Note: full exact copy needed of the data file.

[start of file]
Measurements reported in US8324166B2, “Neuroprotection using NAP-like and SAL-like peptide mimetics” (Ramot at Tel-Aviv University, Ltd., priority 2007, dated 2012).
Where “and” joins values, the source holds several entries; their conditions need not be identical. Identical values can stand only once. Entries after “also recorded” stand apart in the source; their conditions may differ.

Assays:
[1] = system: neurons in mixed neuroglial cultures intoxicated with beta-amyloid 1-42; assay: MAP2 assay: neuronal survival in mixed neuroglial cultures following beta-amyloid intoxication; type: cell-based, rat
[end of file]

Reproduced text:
Measurements reported in US8324166B2, “Neuroprotection using NAP-like and SAL-like peptide mimetics” (Ramot at Tel-Aviv University, Ltd., priority 2007, dated 2012).
Where “and” joins values, the source holds several entries; their conditions need not be identical. Identical values can stand only once. Entries after “also recorded” stand apart in the source; their conditions may differ.

Assays:
[1] = system: neurons in mixed neuroglial cultures intoxicated with beta-amyloid 1-42; assay: MAP2 assay: neuronal survival in mixed neuroglial cultures following beta-amyloid intoxication; type: cell-based, rat